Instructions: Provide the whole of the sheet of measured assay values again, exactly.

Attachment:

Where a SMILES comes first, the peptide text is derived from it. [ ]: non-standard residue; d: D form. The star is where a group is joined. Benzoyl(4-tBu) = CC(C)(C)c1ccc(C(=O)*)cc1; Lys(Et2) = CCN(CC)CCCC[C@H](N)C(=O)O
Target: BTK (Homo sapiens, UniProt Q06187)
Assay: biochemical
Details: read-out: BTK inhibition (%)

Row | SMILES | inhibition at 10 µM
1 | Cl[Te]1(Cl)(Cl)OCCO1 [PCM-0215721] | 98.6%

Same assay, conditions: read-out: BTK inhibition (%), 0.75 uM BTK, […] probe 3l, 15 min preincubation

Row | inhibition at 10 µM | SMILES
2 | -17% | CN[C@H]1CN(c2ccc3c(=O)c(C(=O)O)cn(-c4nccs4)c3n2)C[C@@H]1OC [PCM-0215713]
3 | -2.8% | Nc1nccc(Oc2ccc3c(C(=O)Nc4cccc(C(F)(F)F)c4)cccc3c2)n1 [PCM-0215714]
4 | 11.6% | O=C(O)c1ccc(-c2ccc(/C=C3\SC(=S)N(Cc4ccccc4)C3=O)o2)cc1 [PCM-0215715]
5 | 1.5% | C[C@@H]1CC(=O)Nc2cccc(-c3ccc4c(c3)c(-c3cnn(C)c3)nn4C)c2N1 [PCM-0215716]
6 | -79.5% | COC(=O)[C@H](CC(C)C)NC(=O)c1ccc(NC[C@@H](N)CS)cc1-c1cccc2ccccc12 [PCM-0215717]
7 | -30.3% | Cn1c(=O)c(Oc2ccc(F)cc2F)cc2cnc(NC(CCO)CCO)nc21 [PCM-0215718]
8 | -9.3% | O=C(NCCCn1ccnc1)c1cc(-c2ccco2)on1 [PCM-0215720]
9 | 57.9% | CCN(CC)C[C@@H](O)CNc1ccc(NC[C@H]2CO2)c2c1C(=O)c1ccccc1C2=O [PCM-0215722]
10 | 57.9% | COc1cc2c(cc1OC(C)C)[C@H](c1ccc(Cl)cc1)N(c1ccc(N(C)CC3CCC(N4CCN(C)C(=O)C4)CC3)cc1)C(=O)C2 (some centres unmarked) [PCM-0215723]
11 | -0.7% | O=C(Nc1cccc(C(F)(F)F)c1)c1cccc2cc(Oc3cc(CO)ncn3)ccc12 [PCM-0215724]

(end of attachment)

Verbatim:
Where a SMILES comes first, the peptide text is derived from it. [ ]: non-standard residue; d: D form. The star is where a group is joined. Benzoyl(4-tBu) = CC(C)(C)c1ccc(C(=O)*)cc1; Lys(Et2) = CCN(CC)CCCC[C@H](N)C(=O)O
Target: BTK (Homo sapiens, UniProt Q06187)
Assay: biochemical
Details: read-out: BTK inhibition (%)

Row | SMILES | inhibition at 10 µM
1 | Cl[Te]1(Cl)(Cl)OCCO1 [PCM-0215721] | 98.6%

Same assay, conditions: read-out: BTK inhibition (%), 0.75 uM BTK, […] probe 3l, 15 min preincubation

Row | inhibition at 10 µM | SMILES
2 | -17% | CN[C@H]1CN(c2ccc3c(=O)c(C(=O)O)cn(-c4nccs4)c3n2)C[C@@H]1OC [PCM-0215713]
3 | -2.8% | Nc1nccc(Oc2ccc3c(C(=O)Nc4cccc(C(F)(F)F)c4)cccc3c2)n1 [PCM-0215714]
4 | 11.6% | O=C(O)c1ccc(-c2ccc(/C=C3\SC(=S)N(Cc4ccccc4)C3=O)o2)cc1 [PCM-0215715]
5 | 1.5% | C[C@@H]1CC(=O)Nc2cccc(-c3ccc4c(c3)c(-c3cnn(C)c3)nn4C)c2N1 [PCM-0215716]
6 | -79.5% | COC(=O)[C@H](CC(C)C)NC(=O)c1ccc(NC[C@@H](N)CS)cc1-c1cccc2ccccc12 [PCM-0215717]
7 | -30.3% | Cn1c(=O)c(Oc2ccc(F)cc2F)cc2cnc(NC(CCO)CCO)nc21 [PCM-0215718]
8 | -9.3% | O=C(NCCCn1ccnc1)c1cc(-c2ccco2)on1 [PCM-0215720]
9 | 57.9% | CCN(CC)C[C@@H](O)CNc1ccc(NC[C@H]2CO2)c2c1C(=O)c1ccccc1C2=O [PCM-0215722]
10 | 57.9% | COc1cc2c(cc1OC(C)C)[C@H](c1ccc(Cl)cc1)N(c1ccc(N(C)CC3CCC(N4CCN(C)C(=O)C4)CC3)cc1)C(=O)C2 (some centres unmarked) [PCM-0215723]
11 | -0.7% | O=C(Nc1cccc(C(F)(F)F)c1)c1cccc2cc(Oc3cc(CO)ncn3)ccc12 [PCM-0215724]